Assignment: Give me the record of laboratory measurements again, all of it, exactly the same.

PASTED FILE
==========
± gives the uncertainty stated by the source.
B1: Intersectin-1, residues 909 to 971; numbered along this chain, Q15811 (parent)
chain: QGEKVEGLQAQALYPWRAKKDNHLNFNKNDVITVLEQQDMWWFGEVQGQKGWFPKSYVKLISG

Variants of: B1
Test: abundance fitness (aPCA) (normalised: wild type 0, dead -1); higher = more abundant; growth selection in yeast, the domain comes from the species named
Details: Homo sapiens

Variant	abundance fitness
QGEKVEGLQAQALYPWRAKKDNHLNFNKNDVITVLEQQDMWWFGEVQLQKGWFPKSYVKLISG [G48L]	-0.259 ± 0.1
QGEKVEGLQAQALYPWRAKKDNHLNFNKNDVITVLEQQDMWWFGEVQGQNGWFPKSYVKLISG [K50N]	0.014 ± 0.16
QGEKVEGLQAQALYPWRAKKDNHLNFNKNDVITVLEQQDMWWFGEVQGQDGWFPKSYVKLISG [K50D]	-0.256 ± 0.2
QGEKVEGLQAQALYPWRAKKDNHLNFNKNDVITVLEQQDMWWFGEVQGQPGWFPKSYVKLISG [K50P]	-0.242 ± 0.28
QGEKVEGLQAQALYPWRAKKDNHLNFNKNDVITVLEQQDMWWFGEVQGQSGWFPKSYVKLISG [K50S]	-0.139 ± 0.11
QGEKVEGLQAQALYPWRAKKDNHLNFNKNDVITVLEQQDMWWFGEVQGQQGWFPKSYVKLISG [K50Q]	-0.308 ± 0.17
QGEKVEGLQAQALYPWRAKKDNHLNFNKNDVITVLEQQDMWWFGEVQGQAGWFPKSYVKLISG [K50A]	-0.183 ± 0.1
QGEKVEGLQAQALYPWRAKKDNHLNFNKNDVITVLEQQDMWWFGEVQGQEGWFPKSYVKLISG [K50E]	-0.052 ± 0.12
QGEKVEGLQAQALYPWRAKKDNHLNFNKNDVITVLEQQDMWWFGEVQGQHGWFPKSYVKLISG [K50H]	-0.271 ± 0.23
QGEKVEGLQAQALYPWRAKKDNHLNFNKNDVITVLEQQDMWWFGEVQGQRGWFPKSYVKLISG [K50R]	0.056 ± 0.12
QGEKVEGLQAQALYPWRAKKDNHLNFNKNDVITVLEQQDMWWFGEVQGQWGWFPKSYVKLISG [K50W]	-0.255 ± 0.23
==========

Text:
± gives the uncertainty stated by the source.
B1: Intersectin-1, residues 909 to 971; numbered along this chain, Q15811 (parent)
chain: QGEKVEGLQAQALYPWRAKKDNHLNFNKNDVITVLEQQDMWWFGEVQGQKGWFPKSYVKLISG

Variants of: B1
Test: abundance fitness (aPCA) (normalised: wild type 0, dead -1); higher = more abundant; growth selection in yeast, the domain comes from the species named
Details: Homo sapiens

Variant	abundance fitness
QGEKVEGLQAQALYPWRAKKDNHLNFNKNDVITVLEQQDMWWFGEVQLQKGWFPKSYVKLISG [G48L]	-0.259 ± 0.1
QGEKVEGLQAQALYPWRAKKDNHLNFNKNDVITVLEQQDMWWFGEVQGQNGWFPKSYVKLISG [K50N]	0.014 ± 0.16
QGEKVEGLQAQALYPWRAKKDNHLNFNKNDVITVLEQQDMWWFGEVQGQDGWFPKSYVKLISG [K50D]	-0.256 ± 0.2
QGEKVEGLQAQALYPWRAKKDNHLNFNKNDVITVLEQQDMWWFGEVQGQPGWFPKSYVKLISG [K50P]	-0.242 ± 0.28
QGEKVEGLQAQALYPWRAKKDNHLNFNKNDVITVLEQQDMWWFGEVQGQSGWFPKSYVKLISG [K50S]	-0.139 ± 0.11
QGEKVEGLQAQALYPWRAKKDNHLNFNKNDVITVLEQQDMWWFGEVQGQQGWFPKSYVKLISG [K50Q]	-0.308 ± 0.17
QGEKVEGLQAQALYPWRAKKDNHLNFNKNDVITVLEQQDMWWFGEVQGQAGWFPKSYVKLISG [K50A]	-0.183 ± 0.1
QGEKVEGLQAQALYPWRAKKDNHLNFNKNDVITVLEQQDMWWFGEVQGQEGWFPKSYVKLISG [K50E]	-0.052 ± 0.12
QGEKVEGLQAQALYPWRAKKDNHLNFNKNDVITVLEQQDMWWFGEVQGQHGWFPKSYVKLISG [K50H]	-0.271 ± 0.23
QGEKVEGLQAQALYPWRAKKDNHLNFNKNDVITVLEQQDMWWFGEVQGQRGWFPKSYVKLISG [K50R]	0.056 ± 0.12
QGEKVEGLQAQALYPWRAKKDNHLNFNKNDVITVLEQQDMWWFGEVQGQWGWFPKSYVKLISG [K50W]	-0.255 ± 0.23